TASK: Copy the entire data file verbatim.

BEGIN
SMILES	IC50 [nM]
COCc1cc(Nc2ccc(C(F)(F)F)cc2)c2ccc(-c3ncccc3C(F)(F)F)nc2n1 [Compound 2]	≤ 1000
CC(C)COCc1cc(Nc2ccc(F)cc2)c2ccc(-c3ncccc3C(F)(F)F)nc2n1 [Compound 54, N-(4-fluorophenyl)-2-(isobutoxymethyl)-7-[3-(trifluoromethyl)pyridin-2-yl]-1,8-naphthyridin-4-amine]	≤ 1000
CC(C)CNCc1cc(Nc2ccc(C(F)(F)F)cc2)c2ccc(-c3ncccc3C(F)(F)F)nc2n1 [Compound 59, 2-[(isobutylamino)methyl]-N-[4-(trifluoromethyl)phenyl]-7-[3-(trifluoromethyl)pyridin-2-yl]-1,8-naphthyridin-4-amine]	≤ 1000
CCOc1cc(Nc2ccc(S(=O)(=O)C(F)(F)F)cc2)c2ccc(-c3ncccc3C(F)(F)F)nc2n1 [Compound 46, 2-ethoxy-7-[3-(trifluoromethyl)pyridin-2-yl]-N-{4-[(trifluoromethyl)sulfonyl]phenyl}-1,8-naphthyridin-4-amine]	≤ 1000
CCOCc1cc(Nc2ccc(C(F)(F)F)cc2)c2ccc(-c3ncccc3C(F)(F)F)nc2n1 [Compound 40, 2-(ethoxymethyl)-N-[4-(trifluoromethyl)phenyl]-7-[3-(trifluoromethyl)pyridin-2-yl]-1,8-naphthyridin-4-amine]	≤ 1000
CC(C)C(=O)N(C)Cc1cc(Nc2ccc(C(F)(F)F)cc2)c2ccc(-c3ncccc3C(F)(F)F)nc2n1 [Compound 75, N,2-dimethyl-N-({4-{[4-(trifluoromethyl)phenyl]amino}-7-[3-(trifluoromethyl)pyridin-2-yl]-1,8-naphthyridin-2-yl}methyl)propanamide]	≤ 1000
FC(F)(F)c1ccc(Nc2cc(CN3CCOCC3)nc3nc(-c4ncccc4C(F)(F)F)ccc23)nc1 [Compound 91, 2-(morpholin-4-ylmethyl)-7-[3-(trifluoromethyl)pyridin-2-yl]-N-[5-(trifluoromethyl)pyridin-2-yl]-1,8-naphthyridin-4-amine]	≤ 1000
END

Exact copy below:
SMILES	IC50 [nM]
COCc1cc(Nc2ccc(C(F)(F)F)cc2)c2ccc(-c3ncccc3C(F)(F)F)nc2n1 [Compound 2]	≤ 1000
CC(C)COCc1cc(Nc2ccc(F)cc2)c2ccc(-c3ncccc3C(F)(F)F)nc2n1 [Compound 54, N-(4-fluorophenyl)-2-(isobutoxymethyl)-7-[3-(trifluoromethyl)pyridin-2-yl]-1,8-naphthyridin-4-amine]	≤ 1000
CC(C)CNCc1cc(Nc2ccc(C(F)(F)F)cc2)c2ccc(-c3ncccc3C(F)(F)F)nc2n1 [Compound 59, 2-[(isobutylamino)methyl]-N-[4-(trifluoromethyl)phenyl]-7-[3-(trifluoromethyl)pyridin-2-yl]-1,8-naphthyridin-4-amine]	≤ 1000
CCOc1cc(Nc2ccc(S(=O)(=O)C(F)(F)F)cc2)c2ccc(-c3ncccc3C(F)(F)F)nc2n1 [Compound 46, 2-ethoxy-7-[3-(trifluoromethyl)pyridin-2-yl]-N-{4-[(trifluoromethyl)sulfonyl]phenyl}-1,8-naphthyridin-4-amine]	≤ 1000
CCOCc1cc(Nc2ccc(C(F)(F)F)cc2)c2ccc(-c3ncccc3C(F)(F)F)nc2n1 [Compound 40, 2-(ethoxymethyl)-N-[4-(trifluoromethyl)phenyl]-7-[3-(trifluoromethyl)pyridin-2-yl]-1,8-naphthyridin-4-amine]	≤ 1000
CC(C)C(=O)N(C)Cc1cc(Nc2ccc(C(F)(F)F)cc2)c2ccc(-c3ncccc3C(F)(F)F)nc2n1 [Compound 75, N,2-dimethyl-N-({4-{[4-(trifluoromethyl)phenyl]amino}-7-[3-(trifluoromethyl)pyridin-2-yl]-1,8-naphthyridin-2-yl}methyl)propanamide]	≤ 1000
FC(F)(F)c1ccc(Nc2cc(CN3CCOCC3)nc3nc(-c4ncccc4C(F)(F)F)ccc23)nc1 [Compound 91, 2-(morpholin-4-ylmethyl)-7-[3-(trifluoromethyl)pyridin-2-yl]-N-[5-(trifluoromethyl)pyridin-2-yl]-1,8-naphthyridin-4-amine]	≤ 1000